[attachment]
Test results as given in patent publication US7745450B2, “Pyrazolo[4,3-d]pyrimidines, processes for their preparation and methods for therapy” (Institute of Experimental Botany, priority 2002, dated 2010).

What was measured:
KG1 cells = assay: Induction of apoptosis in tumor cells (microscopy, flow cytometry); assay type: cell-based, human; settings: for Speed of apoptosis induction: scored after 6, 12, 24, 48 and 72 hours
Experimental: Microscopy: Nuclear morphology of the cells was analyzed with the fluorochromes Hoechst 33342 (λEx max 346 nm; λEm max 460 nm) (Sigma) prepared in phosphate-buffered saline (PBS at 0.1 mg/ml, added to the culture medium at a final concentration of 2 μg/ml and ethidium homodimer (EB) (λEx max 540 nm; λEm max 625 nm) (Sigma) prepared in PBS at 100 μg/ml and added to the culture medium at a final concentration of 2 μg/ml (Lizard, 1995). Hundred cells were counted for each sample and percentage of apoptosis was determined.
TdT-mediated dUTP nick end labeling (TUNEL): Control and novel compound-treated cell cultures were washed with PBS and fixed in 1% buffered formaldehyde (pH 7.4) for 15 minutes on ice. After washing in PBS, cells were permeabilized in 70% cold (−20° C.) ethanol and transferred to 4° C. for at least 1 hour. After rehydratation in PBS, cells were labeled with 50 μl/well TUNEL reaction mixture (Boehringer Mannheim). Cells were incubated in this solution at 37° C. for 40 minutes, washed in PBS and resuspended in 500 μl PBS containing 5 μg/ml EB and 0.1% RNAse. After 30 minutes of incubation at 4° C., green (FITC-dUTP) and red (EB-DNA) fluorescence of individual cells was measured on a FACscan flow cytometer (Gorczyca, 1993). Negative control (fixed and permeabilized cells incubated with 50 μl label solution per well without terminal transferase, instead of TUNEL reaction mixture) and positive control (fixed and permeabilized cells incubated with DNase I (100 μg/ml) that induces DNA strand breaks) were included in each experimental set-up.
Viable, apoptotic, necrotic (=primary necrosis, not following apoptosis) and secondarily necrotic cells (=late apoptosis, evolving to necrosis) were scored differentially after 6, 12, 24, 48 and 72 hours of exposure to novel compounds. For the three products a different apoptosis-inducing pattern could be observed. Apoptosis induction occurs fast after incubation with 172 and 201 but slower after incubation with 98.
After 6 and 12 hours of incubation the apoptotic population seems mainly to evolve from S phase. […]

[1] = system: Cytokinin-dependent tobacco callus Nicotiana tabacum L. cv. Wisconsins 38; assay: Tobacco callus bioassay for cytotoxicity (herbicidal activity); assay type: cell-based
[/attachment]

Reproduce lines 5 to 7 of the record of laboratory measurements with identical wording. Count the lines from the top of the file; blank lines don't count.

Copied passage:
TdT-mediated dUTP nick end labeling (TUNEL): Control and novel compound-treated cell cultures were washed with PBS and fixed in 1% buffered formaldehyde (pH 7.4) for 15 minutes on ice. After washing in PBS, cells were permeabilized in 70% cold (−20° C.) ethanol and transferred to 4° C. for at least 1 hour. After rehydratation in PBS, cells were labeled with 50 μl/well TUNEL reaction mixture (Boehringer Mannheim). Cells were incubated in this solution at 37° C. for 40 minutes, washed in PBS and resuspended in 500 μl PBS containing 5 μg/ml EB and 0.1% RNAse. After 30 minutes of incubation at 4° C., green (FITC-dUTP) and red (EB-DNA) fluorescence of individual cells was measured on a FACscan flow cytometer (Gorczyca, 1993). Negative control (fixed and permeabilized cells incubated with 50 μl label solution per well without terminal transferase, instead of TUNEL reaction mixture) and positive control (fixed and permeabilized cells incubated with DNase I (100 μg/ml) that induces DNA strand breaks) were included in each experimental set-up.
Viable, apoptotic, necrotic (=primary necrosis, not following apoptosis) and secondarily necrotic cells (=late apoptosis, evolving to necrosis) were scored differentially after 6, 12, 24, 48 and 72 hours of exposure to novel compounds. For the three products a different apoptosis-inducing pattern could be observed. Apoptosis induction occurs fast after incubation with 172 and 201 but slower after incubation with 98.
After 6 and 12 hours of incubation the apoptotic population seems mainly to evolve from S phase. […]